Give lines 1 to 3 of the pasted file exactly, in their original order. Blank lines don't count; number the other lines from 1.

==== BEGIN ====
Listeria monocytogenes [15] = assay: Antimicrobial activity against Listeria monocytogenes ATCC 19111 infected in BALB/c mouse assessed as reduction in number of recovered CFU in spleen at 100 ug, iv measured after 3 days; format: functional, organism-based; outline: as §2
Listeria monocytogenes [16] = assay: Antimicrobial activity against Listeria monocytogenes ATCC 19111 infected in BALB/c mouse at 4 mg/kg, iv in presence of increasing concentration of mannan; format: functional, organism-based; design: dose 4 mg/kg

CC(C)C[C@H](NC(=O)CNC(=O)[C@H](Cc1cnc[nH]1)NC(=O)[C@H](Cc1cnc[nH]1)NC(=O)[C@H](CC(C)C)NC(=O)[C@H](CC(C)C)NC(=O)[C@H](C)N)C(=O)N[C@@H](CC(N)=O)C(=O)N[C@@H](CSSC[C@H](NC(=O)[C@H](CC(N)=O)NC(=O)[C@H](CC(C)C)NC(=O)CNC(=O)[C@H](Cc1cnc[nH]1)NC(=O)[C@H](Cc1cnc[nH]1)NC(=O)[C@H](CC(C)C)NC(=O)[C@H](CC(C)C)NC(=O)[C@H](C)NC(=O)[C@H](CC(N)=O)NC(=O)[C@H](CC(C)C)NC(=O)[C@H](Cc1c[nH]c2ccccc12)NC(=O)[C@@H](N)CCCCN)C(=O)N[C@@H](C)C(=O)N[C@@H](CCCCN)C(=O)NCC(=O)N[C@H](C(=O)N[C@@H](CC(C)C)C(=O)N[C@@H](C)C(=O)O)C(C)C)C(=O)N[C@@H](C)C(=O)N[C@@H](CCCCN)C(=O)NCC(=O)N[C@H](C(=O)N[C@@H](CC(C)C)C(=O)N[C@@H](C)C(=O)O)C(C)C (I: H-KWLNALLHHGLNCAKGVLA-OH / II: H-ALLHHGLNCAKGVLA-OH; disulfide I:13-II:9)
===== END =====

Listeria monocytogenes [15] = assay: Antimicrobial activity against Listeria monocytogenes ATCC 19111 infected in BALB/c mouse assessed as reduction in number of recovered CFU in spleen at 100 ug, iv measured after 3 days; format: functional, organism-based; outline: as §2
Listeria monocytogenes [16] = assay: Antimicrobial activity against Listeria monocytogenes ATCC 19111 infected in BALB/c mouse at 4 mg/kg, iv in presence of increasing concentration of mannan; format: functional, organism-based; design: dose 4 mg/kg

CC(C)C[C@H](NC(=O)CNC(=O)[C@H](Cc1cnc[nH]1)NC(=O)[C@H](Cc1cnc[nH]1)NC(=O)[C@H](CC(C)C)NC(=O)[C@H](CC(C)C)NC(=O)[C@H](C)N)C(=O)N[C@@H](CC(N)=O)C(=O)N[C@@H](CSSC[C@H](NC(=O)[C@H](CC(N)=O)NC(=O)[C@H](CC(C)C)NC(=O)CNC(=O)[C@H](Cc1cnc[nH]1)NC(=O)[C@H](Cc1cnc[nH]1)NC(=O)[C@H](CC(C)C)NC(=O)[C@H](CC(C)C)NC(=O)[C@H](C)NC(=O)[C@H](CC(N)=O)NC(=O)[C@H](CC(C)C)NC(=O)[C@H](Cc1c[nH]c2ccccc12)NC(=O)[C@@H](N)CCCCN)C(=O)N[C@@H](C)C(=O)N[C@@H](CCCCN)C(=O)NCC(=O)N[C@H](C(=O)N[C@@H](CC(C)C)C(=O)N[C@@H](C)C(=O)O)C(C)C)C(=O)N[C@@H](C)C(=O)N[C@@H](CCCCN)C(=O)NCC(=O)N[C@H](C(=O)N[C@@H](CC(C)C)C(=O)N[C@@H](C)C(=O)O)C(C)C (I: H-KWLNALLHHGLNCAKGVLA-OH / II: H-ALLHHGLNCAKGVLA-OH; disulfide I:13-II:9)